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Many choose to cut down their tree

It’s not just about the perfect Christmas tree.

The people who converge upon local tree farms, tromping through acres of carefully manicured trees until they find “it” n the one that is fat, round and tall enough to grace their homes n aren’t just searching for the perfect Christmas tree.

They want the whole experience that a tree farm can offer, said Shirley Nelson, owner of Zuni Tree Farm in nearby Isle of Wight County.

Two are open in Suffolk this holiday season: Ehrenzeller’s Tree Farm and the new kid on the block, Santa’s Forest and Nursery. Statewide, there are more than 1,600 Christmas tree farms harvesting nearly 1.7 million trees this year, according to a state Web site.

“Coming out to the farm and chopping down your own tree becomes a tradition for many families,” Nelson said. “A lot of people like the idea of walking around on the farm and picking out their tree.

“We have people who bring their saws and video cameras. They ask us to take pictures of them chopping down their tree.”

Bret Ehrenzeller, whose family has run an 85-acre tree farm on Manning Road for more than two decades, agreed.

“It’s about the family experience,” he said. “Coming out here, wandering through the fields, gives family members an opportunity to bond.

“Our world today is so busy … and those times are pretty rare these days.”

Generations of families from across Hampton Roads have made coming to Ehrenzeller’s to pick out their tree a holiday tradition, he added.

“We have customers who came here as children coming back with their own kids to get trees,” he said.

Ehrenzeller’s opened the day after Thanksgiving and will remain open daily through Christmas. Things operate a little differently on Sundays, a day the family traditionally spend together after church.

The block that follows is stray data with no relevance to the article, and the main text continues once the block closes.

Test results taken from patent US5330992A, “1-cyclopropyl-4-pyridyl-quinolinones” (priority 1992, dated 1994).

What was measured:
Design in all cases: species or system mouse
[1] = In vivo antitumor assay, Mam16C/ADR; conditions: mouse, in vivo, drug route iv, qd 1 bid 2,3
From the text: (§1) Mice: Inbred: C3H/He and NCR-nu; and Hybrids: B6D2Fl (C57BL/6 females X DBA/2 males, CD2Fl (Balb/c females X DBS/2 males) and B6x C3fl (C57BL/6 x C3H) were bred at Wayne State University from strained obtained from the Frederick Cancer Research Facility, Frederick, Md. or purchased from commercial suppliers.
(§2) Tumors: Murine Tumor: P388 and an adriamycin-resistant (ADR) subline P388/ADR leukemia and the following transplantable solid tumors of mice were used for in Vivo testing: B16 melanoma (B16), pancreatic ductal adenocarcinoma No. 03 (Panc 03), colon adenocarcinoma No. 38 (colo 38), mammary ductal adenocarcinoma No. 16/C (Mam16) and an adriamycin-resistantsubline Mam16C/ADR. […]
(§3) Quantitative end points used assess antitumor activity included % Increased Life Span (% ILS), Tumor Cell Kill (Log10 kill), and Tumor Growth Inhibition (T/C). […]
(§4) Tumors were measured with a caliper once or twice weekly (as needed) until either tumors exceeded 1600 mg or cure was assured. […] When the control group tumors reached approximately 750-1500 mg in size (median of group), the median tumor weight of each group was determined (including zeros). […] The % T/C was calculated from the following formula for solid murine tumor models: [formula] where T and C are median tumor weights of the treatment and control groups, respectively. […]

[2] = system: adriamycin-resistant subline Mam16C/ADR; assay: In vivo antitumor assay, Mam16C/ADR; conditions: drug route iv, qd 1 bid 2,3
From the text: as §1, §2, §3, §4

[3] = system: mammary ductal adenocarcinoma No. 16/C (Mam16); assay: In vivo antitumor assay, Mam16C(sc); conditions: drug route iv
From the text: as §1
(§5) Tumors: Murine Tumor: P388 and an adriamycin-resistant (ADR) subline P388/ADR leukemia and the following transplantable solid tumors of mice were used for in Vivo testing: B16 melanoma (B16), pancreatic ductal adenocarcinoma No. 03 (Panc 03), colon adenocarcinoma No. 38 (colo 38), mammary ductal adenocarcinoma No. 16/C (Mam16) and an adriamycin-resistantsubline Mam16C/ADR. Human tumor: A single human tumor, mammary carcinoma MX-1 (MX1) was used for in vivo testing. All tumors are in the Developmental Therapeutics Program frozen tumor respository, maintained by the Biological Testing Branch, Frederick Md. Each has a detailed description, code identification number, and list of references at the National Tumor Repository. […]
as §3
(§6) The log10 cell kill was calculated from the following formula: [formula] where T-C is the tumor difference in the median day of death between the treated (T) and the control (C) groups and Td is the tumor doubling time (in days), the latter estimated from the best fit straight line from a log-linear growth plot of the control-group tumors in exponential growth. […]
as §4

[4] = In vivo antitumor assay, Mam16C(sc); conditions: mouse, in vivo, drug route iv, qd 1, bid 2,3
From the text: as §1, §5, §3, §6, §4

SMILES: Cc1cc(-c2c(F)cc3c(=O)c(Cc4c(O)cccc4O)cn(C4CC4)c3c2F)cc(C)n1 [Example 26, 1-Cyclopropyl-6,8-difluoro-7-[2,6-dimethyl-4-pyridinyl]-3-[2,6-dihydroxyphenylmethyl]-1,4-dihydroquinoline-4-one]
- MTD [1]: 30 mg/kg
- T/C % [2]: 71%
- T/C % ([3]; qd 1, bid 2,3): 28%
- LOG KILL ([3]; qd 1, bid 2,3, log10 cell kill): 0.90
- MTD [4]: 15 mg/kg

Although the tree farm is open and people are welcome to come get their trees, the Ehrenzeller’s will not be around. Instead, the family depends on people’s honesty to make the system work.

“There are directions and saws out there,” Ehrenzeller said. “We depend on the honor system. People can feel free to come get their trees and drop their money in the box out there.”

Ehrenzeller’s has a variety of trees n including white pines, Douglas and fraser firs, red cedars and three types of spruce trees. Most range in height from 6 to 12 feet.

Kathy and Mike Helvestine, who live just a mile from the North Carolina line, will be opening five acres of trees to shoppers this holiday season. The couple, along with their sons, Paul, 15, and Kevin, 20, is looking forward to their debut season in the Christmas tree business.

Shoppers may have to travel a little further to reach Santa’s Forest. But, said Kathy Helvestine, they will find some “extras” that may not be offered at other tree farms n free coffee and cider, a greenhouse, an arts and crafts tent, and custom-decorated fresh wreaths.

“We are trying to offer other things,” she said.

“We are a little leery because it’s our first year but we are hoping to do well.”

Besides for white pines, Santa’s Forest will be selling blue cypress trees and fraser firs imported from the Virginia mountains.

Nationwide, the number of people using fresh trees has been on the decline in recent years. But Nelson says her family’s tree farm n which is opening five acres of white pines this year n is bucking that trend.

“Our sales increased 23 percent last year,” Nelson said. “We opened last weekend and we have already had several customers. But our busiest time will be the first two weekends in December.”

Most trees sold at all three local farms cost $30 or less.